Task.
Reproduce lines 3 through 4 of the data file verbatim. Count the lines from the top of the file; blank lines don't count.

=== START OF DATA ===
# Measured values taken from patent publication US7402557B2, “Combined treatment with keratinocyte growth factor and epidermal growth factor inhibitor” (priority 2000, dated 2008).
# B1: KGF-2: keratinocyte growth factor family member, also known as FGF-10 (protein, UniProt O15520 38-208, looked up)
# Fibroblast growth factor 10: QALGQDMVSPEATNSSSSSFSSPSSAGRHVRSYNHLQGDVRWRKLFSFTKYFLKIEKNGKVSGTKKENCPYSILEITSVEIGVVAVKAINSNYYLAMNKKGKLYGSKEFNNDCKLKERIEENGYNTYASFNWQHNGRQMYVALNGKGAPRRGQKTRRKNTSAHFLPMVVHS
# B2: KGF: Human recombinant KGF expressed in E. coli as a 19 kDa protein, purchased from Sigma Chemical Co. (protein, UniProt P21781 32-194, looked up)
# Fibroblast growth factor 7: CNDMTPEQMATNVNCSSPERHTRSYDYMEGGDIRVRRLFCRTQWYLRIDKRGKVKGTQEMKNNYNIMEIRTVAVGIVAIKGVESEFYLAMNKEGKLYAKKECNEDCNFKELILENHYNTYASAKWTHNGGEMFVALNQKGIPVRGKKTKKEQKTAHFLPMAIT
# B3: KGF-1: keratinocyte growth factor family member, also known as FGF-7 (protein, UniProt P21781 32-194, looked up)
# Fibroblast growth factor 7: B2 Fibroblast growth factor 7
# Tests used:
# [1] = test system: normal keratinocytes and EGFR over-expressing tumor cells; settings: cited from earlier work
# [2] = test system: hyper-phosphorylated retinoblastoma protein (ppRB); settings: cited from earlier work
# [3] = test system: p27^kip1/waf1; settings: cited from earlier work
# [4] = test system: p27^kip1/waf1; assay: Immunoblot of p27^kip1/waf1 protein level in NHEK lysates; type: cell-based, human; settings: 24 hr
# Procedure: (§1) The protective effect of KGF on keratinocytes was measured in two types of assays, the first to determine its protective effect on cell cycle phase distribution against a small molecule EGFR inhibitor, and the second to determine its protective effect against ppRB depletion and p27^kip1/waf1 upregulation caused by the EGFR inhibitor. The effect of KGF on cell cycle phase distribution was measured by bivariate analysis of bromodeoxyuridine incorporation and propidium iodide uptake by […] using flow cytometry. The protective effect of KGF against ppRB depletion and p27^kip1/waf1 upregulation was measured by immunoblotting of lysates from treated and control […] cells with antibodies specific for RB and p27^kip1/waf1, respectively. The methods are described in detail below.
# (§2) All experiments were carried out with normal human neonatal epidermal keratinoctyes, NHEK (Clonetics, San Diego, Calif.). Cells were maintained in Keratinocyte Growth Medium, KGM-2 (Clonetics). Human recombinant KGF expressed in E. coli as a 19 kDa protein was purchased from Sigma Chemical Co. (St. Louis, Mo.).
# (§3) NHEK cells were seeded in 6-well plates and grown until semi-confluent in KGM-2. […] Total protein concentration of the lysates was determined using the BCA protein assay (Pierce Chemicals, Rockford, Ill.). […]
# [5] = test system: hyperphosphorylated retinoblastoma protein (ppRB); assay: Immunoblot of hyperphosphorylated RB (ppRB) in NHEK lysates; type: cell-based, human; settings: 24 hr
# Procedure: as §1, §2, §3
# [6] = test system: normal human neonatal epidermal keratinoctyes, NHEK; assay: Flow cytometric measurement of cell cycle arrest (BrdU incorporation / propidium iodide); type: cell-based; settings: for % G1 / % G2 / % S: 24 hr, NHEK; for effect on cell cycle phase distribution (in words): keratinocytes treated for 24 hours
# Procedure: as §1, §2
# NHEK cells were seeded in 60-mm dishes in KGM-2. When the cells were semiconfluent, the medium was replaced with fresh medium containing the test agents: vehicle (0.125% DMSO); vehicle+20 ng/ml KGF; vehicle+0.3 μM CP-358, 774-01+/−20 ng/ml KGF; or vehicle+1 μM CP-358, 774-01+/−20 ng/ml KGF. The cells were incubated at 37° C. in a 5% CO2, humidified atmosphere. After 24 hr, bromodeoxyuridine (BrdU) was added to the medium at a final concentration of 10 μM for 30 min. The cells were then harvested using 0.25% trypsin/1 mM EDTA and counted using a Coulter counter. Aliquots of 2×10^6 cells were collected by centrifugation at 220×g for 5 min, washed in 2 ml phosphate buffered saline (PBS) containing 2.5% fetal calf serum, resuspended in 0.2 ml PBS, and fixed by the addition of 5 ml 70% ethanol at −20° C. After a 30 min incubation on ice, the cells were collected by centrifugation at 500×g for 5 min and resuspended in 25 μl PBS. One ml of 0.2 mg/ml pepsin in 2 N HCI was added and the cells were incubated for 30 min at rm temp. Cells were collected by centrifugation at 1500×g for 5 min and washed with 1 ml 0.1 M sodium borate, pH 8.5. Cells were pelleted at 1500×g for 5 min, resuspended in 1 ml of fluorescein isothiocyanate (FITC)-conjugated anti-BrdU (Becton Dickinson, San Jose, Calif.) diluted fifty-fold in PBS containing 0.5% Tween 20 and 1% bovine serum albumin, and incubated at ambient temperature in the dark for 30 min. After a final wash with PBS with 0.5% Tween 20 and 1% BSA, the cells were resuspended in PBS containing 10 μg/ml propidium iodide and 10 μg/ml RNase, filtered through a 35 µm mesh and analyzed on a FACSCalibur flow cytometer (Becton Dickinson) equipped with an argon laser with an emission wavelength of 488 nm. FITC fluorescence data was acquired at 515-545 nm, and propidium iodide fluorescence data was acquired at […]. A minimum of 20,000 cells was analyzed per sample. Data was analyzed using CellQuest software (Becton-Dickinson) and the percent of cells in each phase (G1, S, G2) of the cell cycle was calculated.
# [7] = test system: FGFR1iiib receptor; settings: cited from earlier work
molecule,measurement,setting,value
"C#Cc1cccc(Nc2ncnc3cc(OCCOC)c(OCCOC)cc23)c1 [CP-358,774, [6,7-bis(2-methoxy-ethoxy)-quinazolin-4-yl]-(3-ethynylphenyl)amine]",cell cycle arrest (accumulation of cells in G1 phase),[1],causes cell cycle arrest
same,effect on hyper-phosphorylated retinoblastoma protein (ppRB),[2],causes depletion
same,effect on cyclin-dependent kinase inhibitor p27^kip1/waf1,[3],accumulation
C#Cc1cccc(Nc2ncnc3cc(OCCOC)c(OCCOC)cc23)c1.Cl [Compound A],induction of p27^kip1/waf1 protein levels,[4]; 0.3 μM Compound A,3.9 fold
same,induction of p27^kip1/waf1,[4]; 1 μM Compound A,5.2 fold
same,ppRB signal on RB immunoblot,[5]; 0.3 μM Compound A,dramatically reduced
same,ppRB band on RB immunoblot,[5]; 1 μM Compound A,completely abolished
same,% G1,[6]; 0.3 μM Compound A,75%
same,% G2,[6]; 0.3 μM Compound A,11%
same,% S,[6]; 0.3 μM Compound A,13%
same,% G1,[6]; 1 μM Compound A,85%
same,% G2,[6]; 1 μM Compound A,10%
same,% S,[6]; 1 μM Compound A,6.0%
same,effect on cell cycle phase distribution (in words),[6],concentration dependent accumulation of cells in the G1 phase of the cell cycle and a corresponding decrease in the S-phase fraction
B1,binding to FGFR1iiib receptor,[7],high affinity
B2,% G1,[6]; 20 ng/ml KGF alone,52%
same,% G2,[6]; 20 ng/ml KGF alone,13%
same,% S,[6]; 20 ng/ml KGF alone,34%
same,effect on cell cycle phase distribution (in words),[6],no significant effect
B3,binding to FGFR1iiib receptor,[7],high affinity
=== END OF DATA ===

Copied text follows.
# Fibroblast growth factor 10: QALGQDMVSPEATNSSSSSFSSPSSAGRHVRSYNHLQGDVRWRKLFSFTKYFLKIEKNGKVSGTKKENCPYSILEITSVEIGVVAVKAINSNYYLAMNKKGKLYGSKEFNNDCKLKERIEENGYNTYASFNWQHNGRQMYVALNGKGAPRRGQKTRRKNTSAHFLPMVVHS
# B2: KGF: Human recombinant KGF expressed in E. coli as a 19 kDa protein, purchased from Sigma Chemical Co. (protein, UniProt P21781 32-194, looked up)